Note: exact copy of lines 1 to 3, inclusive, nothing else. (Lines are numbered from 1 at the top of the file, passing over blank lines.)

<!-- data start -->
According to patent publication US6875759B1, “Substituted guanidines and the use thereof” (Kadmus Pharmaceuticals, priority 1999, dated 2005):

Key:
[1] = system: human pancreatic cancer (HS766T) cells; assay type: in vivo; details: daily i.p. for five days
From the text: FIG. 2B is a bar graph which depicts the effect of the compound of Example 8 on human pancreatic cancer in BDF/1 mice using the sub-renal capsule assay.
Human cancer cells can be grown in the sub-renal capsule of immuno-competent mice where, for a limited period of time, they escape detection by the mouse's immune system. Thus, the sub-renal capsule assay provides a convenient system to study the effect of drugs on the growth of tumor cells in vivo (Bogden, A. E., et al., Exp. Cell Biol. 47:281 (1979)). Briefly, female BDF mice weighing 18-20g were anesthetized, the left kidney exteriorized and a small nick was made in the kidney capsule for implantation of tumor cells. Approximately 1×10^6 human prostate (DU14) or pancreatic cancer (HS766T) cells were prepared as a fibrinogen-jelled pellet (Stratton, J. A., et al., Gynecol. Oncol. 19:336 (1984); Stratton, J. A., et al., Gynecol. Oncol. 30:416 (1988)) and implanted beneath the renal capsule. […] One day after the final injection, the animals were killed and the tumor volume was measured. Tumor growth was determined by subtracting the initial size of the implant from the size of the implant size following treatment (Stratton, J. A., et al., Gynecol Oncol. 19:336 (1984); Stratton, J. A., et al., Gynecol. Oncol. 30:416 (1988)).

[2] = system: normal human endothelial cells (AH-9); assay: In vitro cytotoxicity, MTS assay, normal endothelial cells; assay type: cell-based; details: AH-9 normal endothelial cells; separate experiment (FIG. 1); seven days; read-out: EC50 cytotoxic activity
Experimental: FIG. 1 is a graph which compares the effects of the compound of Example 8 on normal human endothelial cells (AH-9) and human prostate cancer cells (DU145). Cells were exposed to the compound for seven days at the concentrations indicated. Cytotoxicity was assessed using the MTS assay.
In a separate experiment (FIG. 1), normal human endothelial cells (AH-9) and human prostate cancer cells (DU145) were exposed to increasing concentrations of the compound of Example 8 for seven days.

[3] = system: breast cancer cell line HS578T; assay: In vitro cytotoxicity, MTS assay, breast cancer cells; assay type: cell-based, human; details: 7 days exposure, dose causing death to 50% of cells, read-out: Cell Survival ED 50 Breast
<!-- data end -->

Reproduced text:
According to patent publication US6875759B1, “Substituted guanidines and the use thereof” (Kadmus Pharmaceuticals, priority 1999, dated 2005):

Key:
[1] = system: human pancreatic cancer (HS766T) cells; assay type: in vivo; details: daily i.p. for five days